Kansas On The Mend: Part II genre: Hip-Gnosis & Polispeak & Six Degrees of Speculation

Evolution vs. Creationism

The conservative anti-evolution hold on the State Board of Education in Kansas appears to have been defeated, leaving the Board with at least a 6-4 pro-evolution membership heading into the November general election. The primary election received national attention as Kansas has been a battleground over the issues of evolution and intelligent design (creationism). The New York Times has the full article here.

With just 6 districts of 1,990 yet to report as of 8 a.m. Central time today, two conservatives — including incumbent Connie Morris, a former west Kansas teacher and author who had described evolution as “a nice bedtime story" — appear to have been defeated decisively by two moderates in the Republican primary elections. One moderate incumbent, Janet Waugh from the Kansas City area, held on to her seat in the Democratic primary.

Both moderate Republican winners face Democratic opponents in November, but the Democrats are moderates as well, favoring a return to the traditional science standards that prevailed before a conservative majority elected in 2004 passed new rules for teaching science. Those rules, enacted last November, called for classroom critiques of Darwin’s theory.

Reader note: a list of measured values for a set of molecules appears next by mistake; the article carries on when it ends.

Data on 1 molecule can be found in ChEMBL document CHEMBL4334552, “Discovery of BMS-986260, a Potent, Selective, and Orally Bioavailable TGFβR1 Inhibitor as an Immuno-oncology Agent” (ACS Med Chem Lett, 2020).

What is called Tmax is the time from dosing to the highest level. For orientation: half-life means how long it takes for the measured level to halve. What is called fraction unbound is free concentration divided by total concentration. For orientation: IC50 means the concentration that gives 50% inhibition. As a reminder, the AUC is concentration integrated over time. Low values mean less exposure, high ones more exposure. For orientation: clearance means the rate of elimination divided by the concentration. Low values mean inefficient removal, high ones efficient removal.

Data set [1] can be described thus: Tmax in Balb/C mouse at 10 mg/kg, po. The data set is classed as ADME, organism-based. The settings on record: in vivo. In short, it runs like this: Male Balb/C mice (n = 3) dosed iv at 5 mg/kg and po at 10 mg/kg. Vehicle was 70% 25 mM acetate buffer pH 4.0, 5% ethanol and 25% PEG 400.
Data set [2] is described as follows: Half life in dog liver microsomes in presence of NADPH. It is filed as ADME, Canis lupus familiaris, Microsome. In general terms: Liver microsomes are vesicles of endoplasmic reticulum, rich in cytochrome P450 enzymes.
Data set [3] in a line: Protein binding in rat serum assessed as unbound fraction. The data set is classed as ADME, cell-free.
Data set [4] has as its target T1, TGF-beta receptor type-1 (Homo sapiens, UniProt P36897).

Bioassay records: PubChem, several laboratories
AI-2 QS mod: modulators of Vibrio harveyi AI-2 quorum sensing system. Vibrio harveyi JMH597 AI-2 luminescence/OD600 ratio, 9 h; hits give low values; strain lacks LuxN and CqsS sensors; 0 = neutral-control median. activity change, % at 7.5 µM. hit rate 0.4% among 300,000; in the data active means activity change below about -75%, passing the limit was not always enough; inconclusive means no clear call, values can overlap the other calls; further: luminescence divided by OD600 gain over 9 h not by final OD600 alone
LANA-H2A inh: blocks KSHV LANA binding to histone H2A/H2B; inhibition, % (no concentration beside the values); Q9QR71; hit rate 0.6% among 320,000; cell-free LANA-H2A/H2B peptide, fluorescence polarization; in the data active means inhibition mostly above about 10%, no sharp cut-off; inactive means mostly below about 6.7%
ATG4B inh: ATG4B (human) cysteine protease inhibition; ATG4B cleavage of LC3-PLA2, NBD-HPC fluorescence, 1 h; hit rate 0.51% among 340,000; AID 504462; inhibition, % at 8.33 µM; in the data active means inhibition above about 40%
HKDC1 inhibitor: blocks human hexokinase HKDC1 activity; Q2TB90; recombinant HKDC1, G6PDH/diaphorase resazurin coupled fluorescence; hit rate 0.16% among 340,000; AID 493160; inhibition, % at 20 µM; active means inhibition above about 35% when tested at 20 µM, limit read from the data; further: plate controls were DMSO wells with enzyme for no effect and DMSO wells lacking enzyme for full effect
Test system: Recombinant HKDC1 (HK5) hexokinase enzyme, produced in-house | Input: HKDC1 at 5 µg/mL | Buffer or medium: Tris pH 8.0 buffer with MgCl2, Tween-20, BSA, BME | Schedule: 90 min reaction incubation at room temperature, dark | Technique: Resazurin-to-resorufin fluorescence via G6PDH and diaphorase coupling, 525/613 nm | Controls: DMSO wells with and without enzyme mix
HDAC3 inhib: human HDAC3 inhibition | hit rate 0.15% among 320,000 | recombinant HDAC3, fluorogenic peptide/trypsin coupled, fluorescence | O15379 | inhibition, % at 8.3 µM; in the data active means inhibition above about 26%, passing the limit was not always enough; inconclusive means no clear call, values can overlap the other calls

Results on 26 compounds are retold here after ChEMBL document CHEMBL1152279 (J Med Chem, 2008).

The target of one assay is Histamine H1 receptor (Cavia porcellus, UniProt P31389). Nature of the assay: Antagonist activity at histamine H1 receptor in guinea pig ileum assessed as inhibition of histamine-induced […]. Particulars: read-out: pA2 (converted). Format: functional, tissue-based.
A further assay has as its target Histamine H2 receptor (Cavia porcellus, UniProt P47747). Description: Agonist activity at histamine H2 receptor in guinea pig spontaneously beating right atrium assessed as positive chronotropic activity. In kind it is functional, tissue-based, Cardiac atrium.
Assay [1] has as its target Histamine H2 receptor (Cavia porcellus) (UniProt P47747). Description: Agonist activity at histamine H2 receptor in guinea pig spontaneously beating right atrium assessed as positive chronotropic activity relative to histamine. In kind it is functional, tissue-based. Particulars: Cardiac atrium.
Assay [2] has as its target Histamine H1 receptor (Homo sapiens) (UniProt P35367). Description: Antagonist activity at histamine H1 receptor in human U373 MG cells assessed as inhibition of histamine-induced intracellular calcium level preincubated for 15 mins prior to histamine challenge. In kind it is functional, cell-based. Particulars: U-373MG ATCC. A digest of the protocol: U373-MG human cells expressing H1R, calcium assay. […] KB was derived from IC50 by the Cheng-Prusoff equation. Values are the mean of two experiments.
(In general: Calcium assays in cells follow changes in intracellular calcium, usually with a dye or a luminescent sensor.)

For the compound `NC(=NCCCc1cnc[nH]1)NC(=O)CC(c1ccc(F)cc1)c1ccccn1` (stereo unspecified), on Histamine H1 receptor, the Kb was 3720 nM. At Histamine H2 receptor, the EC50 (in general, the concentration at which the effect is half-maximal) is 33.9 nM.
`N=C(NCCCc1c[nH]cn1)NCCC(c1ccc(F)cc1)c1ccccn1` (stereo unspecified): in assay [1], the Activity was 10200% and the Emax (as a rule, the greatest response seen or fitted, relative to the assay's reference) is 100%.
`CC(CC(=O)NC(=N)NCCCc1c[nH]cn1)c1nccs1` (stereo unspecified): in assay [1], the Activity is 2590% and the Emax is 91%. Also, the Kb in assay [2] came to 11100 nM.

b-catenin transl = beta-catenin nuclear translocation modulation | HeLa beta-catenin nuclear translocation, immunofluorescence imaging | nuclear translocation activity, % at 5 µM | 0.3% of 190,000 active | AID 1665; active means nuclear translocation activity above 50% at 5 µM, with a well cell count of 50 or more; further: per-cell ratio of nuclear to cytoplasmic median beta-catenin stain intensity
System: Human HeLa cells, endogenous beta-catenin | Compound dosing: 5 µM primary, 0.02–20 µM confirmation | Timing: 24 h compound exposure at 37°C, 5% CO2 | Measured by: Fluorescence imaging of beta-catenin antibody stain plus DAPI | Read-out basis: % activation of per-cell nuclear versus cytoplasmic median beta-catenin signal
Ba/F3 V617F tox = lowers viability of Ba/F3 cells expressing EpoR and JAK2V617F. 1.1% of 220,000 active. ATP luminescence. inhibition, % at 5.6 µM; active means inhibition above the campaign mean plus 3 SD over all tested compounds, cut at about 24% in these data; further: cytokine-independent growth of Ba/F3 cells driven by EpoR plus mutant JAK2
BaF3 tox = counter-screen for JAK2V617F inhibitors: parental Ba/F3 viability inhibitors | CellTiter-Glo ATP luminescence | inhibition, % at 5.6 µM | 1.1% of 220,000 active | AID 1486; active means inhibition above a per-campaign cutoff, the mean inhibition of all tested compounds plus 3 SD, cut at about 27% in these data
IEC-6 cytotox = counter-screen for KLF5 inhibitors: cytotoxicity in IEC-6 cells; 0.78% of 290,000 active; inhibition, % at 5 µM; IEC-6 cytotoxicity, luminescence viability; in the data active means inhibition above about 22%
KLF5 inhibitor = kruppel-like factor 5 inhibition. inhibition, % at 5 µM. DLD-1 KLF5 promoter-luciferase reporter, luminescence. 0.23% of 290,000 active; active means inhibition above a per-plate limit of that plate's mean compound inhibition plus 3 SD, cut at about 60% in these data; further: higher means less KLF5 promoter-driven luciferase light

The most closely watched race was between current board member Connie Morris, an anti-evolution conservative who has called evolution "an age old fairy tale" and "a nice bedtime story" that is unsupported by science and her moderate pro-evolution opponent Sally Cauble. While the results have yet to be certified, Cauble held a significant lead of 54-46 percent or just over 2,000 votes.

From The Associated Press:

Critics of Kansas' science standards worried that if conservatives retained the board's majority, it would lead to attempts in other states to copy the Kansas standards.

"There are people around the country who would like to see the Kansas standards in their own states," said Eugenie Scott, director of the National Center for Science Education in Oakland, Calif., which supports the teaching of evolution.

Last year, in Dover, Pa., voters ousted school board members who had required the biology curriculum to include mention of intelligent design. A federal judge struck down the policy, declaring intelligent design is religion in disguise.

The Pennsylvania and Kansas results offer encouragement that further efforts to push intelligent design will also be defeated. Thought Theater has previously discussed the evolution controversy here as well as the remarks made by conservative Connie Morris here. Hopefully this outcome will be the turning point for allowing science to move forward without repeated efforts to impose or interject religious beliefs.

Daniel DiRito | August 2, 2006 | 8:29 AM
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